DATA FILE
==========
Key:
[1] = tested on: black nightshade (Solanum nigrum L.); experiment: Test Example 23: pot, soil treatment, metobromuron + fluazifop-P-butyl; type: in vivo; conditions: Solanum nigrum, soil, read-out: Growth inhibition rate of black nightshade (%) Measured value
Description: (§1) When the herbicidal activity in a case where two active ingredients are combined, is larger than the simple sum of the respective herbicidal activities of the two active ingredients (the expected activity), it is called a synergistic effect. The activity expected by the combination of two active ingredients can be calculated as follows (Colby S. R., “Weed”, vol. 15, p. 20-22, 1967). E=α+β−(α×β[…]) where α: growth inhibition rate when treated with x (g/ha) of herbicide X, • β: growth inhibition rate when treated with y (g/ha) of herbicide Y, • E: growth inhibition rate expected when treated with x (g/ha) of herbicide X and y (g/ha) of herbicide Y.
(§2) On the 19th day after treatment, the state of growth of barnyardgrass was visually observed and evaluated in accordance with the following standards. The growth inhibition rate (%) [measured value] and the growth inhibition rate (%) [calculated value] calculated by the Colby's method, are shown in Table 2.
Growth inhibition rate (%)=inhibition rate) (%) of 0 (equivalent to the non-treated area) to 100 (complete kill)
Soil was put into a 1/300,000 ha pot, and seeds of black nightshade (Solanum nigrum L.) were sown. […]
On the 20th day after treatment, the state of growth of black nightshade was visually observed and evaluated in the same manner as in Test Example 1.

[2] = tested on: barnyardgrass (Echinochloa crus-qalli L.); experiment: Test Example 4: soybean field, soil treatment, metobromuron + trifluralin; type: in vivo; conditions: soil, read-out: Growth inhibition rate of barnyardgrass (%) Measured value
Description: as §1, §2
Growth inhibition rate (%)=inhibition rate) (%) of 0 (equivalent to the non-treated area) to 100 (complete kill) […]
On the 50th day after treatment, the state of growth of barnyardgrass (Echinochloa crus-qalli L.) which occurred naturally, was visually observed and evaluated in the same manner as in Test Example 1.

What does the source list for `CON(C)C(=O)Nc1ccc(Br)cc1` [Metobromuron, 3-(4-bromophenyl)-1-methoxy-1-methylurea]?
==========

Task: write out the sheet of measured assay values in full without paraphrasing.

Key:
[1] = tested on: black nightshade (Solanum nigrum L.); experiment: Test Example 23: pot, soil treatment, metobromuron + fluazifop-P-butyl; type: in vivo; conditions: Solanum nigrum, soil, read-out: Growth inhibition rate of black nightshade (%) Measured value
Description: (§1) When the herbicidal activity in a case where two active ingredients are combined, is larger than the simple sum of the respective herbicidal activities of the two active ingredients (the expected activity), it is called a synergistic effect. The activity expected by the combination of two active ingredients can be calculated as follows (Colby S. R., “Weed”, vol. 15, p. 20-22, 1967). E=α+β−(α×β[…]) where α: growth inhibition rate when treated with x (g/ha) of herbicide X, • β: growth inhibition rate when treated with y (g/ha) of herbicide Y, • E: growth inhibition rate expected when treated with x (g/ha) of herbicide X and y (g/ha) of herbicide Y.
(§2) On the 19th day after treatment, the state of growth of barnyardgrass was visually observed and evaluated in accordance with the following standards. The growth inhibition rate (%) [measured value] and the growth inhibition rate (%) [calculated value] calculated by the Colby's method, are shown in Table 2.
Growth inhibition rate (%)=inhibition rate) (%) of 0 (equivalent to the non-treated area) to 100 (complete kill)
Soil was put into a 1/300,000 ha pot, and seeds of black nightshade (Solanum nigrum L.) were sown. […]
On the 20th day after treatment, the state of growth of black nightshade was visually observed and evaluated in the same manner as in Test Example 1.

[2] = tested on: barnyardgrass (Echinochloa crus-qalli L.); experiment: Test Example 4: soybean field, soil treatment, metobromuron + trifluralin; type: in vivo; conditions: soil, read-out: Growth inhibition rate of barnyardgrass (%) Measured value
Description: as §1, §2
Growth inhibition rate (%)=inhibition rate) (%) of 0 (equivalent to the non-treated area) to 100 (complete kill) […]
On the 50th day after treatment, the state of growth of barnyardgrass (Echinochloa crus-qalli L.) which occurred naturally, was visually observed and evaluated in the same manner as in Test Example 1.

What does the source list for `CON(C)C(=O)Nc1ccc(Br)cc1` [Metobromuron, 3-(4-bromophenyl)-1-methoxy-1-methylurea]?